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Econsultancy recently launched its State of Digital Marketing in Australia report, which found that online marketing is rapidly becoming a priority for companies, although many are struggling with elements within this.
However, a number of organisations in the country have a well-established legacy of digital operations, arguably the most recognisable and prominent being Tourism Australia, the official Government agency which is responsible for both the international and domestic promotion of Australia as a travel destination.
Here, their executive general manager of consumer marketing, Nick Baker, explains the secrets of their success to date, as well as their plans for the future…
Can you explain a little bit about your role, the current marketing direction of Tourism Australia and where digital fits into this?
My role as EGM of consumer marketing is quite varied and involves heading up our online and offline marketing teams, but this is managed with an integrated approach, as opposed to operating in silos. Our head office is in Sydney, but we also have offices on location across all key geographic target marketplaces.
We realised a few years ago that consumers were rapidly beginning to move into digital environments and as a result, it was important to push ourselves into this in order to meet a number of our key objectives.
As we’ve developed various campaigns over time, we’ve found that digital allow greater flexibility to target specific audiences or to meet certain micro-goals, especially when directly contrasted with traditional media formats, which can be restrictive. This is especially visible when we’re faced with limited budgets. However, a multichannel approach also works well for us, as it combines the best of both worlds.
How is your current marketing team is built around digital – what existing structures do you have in place and who’s responsible for what?
This is an interesting question and one that doesn’t really have a fixed answer, as it depends on which part of the organisation you’re looking at. All our marketing operations are driven by an equal split of “physical” strategy and development and although we have we have specialist digital and social teams that are positioned as a centre of excellence within the company, we take the stance that everyone needs to be digitally-savvy.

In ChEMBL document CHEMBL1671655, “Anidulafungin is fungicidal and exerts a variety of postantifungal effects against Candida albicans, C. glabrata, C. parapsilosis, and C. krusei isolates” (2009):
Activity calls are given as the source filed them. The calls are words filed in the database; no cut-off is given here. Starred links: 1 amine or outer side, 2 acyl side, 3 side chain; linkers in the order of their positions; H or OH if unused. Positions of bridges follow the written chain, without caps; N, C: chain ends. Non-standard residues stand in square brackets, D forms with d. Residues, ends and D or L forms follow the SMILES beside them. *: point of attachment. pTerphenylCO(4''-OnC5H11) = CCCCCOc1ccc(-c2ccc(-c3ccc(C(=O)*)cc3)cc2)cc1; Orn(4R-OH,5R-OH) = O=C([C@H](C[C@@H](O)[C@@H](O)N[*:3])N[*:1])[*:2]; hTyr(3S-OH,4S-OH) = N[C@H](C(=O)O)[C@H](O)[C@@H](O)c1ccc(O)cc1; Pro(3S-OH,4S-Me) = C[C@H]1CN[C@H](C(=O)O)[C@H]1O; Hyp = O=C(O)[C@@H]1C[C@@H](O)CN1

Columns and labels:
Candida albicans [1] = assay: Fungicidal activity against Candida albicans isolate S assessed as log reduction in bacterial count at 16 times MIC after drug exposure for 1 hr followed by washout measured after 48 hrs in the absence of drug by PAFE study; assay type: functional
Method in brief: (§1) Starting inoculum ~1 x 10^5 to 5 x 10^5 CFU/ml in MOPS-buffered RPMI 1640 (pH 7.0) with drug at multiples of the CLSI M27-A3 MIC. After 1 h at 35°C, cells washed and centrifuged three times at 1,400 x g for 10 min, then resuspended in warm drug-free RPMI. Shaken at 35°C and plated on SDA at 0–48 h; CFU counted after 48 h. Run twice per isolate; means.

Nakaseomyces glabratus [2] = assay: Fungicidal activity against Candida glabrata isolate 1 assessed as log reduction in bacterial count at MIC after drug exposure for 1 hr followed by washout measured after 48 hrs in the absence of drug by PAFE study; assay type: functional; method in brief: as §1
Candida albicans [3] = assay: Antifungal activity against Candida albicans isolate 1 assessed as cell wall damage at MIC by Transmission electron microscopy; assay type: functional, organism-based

You’ve had phenomenal success using social platforms, such as YouTube, Twitter and Facebook, the latter which recently hit two million fans (something any corporate brand would get excited about)... what would you say the key to this has been?
Tourism - and by extension, tourism marketing - is highly personal and although digital allows an additional touchpoint, social media elevates this to another level completely.
Australia.com is the heart of our digital operation, we use external platforms to breathe life into it through telling compelling, brand-led stories.
A lot of brands and organisations fall into the trap of thinking that there’s a silver bullet for success with social media, but it’s highly contextual. We’re focused very much on telling a story and engaging with people to do this at a very intimate level. Equally, social media also allows people to share their own, personal stories with us and others about their experiences and adventures in the country.
I’m especially impressed with your dedication to Facebook, such as the “Experience Australia” Facebook directory and the user-driven Instagram feed. How do you manage the page internally and who comes up with these ideas?
Our digital team primarily manage our social media outreach and we have individuals within this whose job is to manage the page and other similar channels.
At the very core of this execution though, is a continuous strategy based around social storytelling content, which needs very careful creation and curation. We try and ensure that the content is voiced through the right platform, with the right tone at the right time. Some of this is reactionary, but for the most part, we put a lot of thought behind what we do.
Equally, because of our activity on Facebook, we’re now in the position of having to curate user-generated video and image libraries with thousands of pieces of individual content. This in itself has to have a structured approach, so again, we hold strategy and channel management in very high regards in relation to everyday operations.